Sony SMP-N100 media player

I have been thinking about getting a DLNA media receiver for a long time and I finally broke down and picked one up. I have a bunch of movies and TV shows archived on my media server and it is great when watching them through WMC, but not every TV in the house is connected to a computer. It is easy enough to connect an XB0x360 to Serviio DLNA server or connect the Wii to a Windows Share, but my XBox360 finally RRoD’d and we only have one Wii. Having kids we do not have a lot of “extra” money so I was looking for an inexpensive DLNA receiver that would easily work with Serviio and I came across the Sony SMP-N100.

There were three things that sold me on the SMP-N100. First it is made by Sony, I have never had a bad experience with a Sony product. Second, at $49 dollars it is affordable. Finally  it has built in WiFi that will connect to any  band out there and that was the major selling point. The unit does come with a wired network port however I will probably never use it  because Miranda frowns on me punching holes in the walls to run Cat-5 everywhere.

Setting up the unit was pretty simple; select your language, which video output you will be using and finally selecting the aspect ratio on your TV. If you are using a wireless connection you can browse for your wireless SSID and configure that and you are up and running. If you have a DLNA server running you can add that to the video servers. It has built in access to a lot of services such as Amazon Video, YouTube, NetFlix, Hulu Plus and Pandora just to name a few so you are not limited to what you can connect to.

Sony has a newer model out, the SMP-N200 but I got this model because it was a little bit cheaper and I just wanted to test the waters to see how it would perform. My experience has been good so far so I will probably be purchasing the newer model in the near future.



Quick and easy screen share (and capture)

Over the holiday my mother-in-law had a sick computer. While us nerds are good at figuring things out, it is not always an easy thing to diagnose over the phone. That in mind, I went looking for a simple screen sharing solution so I could see the problem without her having to open ports in her router for RDP which would have just opened up a whole new can of worms.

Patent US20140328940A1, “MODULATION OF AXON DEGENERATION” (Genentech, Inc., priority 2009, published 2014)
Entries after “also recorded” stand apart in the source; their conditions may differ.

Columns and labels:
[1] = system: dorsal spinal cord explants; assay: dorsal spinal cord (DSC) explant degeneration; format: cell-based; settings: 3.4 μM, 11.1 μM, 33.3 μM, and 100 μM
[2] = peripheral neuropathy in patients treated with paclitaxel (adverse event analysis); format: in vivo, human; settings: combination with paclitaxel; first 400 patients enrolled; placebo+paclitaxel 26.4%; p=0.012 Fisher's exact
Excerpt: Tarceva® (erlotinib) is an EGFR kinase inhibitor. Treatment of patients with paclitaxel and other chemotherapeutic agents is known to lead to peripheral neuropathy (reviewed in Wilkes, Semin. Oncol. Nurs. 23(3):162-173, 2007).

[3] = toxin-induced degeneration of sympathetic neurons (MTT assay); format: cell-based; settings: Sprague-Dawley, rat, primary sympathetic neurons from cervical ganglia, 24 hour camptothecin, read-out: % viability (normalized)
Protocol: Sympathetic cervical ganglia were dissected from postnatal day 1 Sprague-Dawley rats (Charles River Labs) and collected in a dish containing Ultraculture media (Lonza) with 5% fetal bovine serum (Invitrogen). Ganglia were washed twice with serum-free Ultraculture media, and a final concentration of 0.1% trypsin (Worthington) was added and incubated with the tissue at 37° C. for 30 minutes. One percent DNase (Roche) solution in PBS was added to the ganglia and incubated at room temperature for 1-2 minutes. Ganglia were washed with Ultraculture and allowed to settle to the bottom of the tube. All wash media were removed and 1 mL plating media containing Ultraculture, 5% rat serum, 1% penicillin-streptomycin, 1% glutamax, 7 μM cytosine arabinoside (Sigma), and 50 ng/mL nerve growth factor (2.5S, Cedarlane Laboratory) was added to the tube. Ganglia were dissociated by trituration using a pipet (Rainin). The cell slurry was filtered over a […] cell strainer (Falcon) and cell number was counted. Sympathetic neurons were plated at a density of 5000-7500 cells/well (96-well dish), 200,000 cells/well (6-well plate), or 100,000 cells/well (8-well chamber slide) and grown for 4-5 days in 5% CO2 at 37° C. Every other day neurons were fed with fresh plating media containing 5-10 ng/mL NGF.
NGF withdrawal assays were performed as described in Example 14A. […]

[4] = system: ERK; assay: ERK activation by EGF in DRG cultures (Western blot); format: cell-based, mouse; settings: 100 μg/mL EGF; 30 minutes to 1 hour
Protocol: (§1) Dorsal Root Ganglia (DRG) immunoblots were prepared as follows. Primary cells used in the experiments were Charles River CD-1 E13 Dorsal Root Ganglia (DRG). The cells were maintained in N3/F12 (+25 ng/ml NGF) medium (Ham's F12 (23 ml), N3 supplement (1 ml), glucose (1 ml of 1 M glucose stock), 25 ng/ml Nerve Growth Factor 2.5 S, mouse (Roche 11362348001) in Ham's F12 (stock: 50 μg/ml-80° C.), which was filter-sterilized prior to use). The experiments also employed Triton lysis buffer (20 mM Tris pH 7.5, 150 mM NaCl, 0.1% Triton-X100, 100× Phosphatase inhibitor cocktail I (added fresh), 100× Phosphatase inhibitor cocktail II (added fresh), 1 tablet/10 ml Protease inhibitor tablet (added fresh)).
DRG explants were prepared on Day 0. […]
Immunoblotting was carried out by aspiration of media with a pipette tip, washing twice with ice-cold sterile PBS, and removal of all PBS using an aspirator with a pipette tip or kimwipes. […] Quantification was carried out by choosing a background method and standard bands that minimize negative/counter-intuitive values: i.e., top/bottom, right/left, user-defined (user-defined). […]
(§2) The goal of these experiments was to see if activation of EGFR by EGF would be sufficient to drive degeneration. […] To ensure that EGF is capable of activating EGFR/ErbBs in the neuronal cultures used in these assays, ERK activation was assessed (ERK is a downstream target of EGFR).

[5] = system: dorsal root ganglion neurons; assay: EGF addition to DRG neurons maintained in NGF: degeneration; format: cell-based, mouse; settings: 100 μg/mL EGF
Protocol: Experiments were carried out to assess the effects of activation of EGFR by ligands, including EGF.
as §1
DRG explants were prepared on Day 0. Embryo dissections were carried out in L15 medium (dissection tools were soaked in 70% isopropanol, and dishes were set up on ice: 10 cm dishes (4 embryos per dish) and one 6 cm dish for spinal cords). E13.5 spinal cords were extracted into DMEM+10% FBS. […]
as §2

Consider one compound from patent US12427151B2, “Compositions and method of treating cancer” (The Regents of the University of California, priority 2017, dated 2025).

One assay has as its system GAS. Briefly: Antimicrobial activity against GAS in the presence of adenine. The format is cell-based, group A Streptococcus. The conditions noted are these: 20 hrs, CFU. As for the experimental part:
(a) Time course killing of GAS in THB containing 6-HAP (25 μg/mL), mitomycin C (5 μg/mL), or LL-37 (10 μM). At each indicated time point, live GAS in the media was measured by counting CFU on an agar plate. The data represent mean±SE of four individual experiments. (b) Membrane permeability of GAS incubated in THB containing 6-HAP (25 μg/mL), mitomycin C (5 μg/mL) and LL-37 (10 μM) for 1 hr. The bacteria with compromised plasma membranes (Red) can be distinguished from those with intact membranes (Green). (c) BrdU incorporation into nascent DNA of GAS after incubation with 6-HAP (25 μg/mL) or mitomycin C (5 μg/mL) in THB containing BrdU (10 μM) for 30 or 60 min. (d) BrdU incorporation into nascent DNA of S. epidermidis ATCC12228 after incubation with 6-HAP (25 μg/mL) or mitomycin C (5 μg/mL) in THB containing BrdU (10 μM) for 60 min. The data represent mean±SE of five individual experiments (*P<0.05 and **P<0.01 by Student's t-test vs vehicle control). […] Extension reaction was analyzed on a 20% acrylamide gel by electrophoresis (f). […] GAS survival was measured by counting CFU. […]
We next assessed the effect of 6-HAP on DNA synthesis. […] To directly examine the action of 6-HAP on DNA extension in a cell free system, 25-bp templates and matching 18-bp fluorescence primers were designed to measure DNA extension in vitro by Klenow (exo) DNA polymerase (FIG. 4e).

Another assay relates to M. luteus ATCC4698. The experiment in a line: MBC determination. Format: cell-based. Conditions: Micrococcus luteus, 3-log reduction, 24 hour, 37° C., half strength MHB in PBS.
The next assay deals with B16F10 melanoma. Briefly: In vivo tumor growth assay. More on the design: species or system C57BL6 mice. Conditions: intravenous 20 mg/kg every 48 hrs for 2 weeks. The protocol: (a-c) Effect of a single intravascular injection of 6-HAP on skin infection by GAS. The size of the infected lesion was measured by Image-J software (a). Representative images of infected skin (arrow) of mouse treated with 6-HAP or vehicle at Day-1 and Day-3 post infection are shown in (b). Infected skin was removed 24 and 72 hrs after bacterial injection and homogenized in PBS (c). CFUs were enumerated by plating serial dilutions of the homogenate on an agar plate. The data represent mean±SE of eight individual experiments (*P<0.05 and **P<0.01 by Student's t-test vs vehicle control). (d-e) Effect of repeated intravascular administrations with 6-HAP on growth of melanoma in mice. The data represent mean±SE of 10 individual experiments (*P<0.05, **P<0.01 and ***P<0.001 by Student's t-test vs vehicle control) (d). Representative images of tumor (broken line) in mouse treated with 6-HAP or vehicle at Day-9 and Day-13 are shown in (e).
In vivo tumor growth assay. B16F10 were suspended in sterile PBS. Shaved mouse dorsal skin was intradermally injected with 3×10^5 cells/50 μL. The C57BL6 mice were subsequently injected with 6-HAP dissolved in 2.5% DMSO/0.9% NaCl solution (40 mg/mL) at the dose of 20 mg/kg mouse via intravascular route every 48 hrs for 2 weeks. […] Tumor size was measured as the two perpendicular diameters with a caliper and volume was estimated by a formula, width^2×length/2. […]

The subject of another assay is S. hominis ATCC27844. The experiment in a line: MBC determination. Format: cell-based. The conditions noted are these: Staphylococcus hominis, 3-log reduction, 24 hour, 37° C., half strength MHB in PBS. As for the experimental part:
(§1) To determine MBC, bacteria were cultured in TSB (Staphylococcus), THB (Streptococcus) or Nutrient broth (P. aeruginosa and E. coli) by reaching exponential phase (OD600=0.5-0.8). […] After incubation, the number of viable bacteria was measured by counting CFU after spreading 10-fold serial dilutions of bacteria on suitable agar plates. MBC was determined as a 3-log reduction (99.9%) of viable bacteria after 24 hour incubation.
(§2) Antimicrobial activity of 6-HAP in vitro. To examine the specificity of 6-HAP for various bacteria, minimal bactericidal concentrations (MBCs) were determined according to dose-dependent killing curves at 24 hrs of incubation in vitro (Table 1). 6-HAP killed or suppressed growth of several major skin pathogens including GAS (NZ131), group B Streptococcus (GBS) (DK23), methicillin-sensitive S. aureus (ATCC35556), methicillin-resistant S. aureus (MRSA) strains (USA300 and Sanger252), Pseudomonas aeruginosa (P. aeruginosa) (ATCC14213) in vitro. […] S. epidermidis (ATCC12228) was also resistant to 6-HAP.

Doing a quick web search I came across‘s web site and it made everything super simple. The host downloads and runs an app that acts as the server software. Once the server is up and running it displays an access code they can give to the remote viewer to access the session in a web browser.

It can be a bit of a pain if the other end is running Windows 7 with UAC enabled, but I guess that was the point of having UAC installed to begin with. Other than that I have no complaints, I had her system up and running smoothly again in no time. I have a feeling I will be using this quite a bit in the future. It is definitely worth checking out.

Streaming media to your Wii

One of the great things about consoles that have recently been released is media streaming. Recently I have been using the Serviio DLNA media server to stream videos to the XBox 360, unfortunately during a lightning storm a few weeks back my 360 console sacrificed itself to protect my $15 plug strip. While I applaud that kind of dedication, the kids now have to use the living room TV to watch movies. Needless to say, the situation is not optimal.

Which brings us to the Wii. The Wii console is great, but when it comes to streaming video it is way behind the XBox 360. However, with the Homebrew Channel and WiiMC that is a very easy problem to remedy. Granted, the downside here is you have to soft mod your Wii and that might not be your particular brand of cognac. Soft modding is not hard, but it is well beyond the scope of this post but there are many guides out there on installing HBC on your Wii.

Once the application is installed add your SMB  (Windows share) with your shared media into the configuration. It is not quite as tidy as being able to hook to Serviio as a DLNA receiver, but it works and it works well.

As an aside, if you have the Homebrew Channel installed I highly recommend the Homebrew Browser. It is a heck of a lot easier than moving files over to your SD card every time you want to add an application. Just select the app you want and install from within HBC. It works a treat!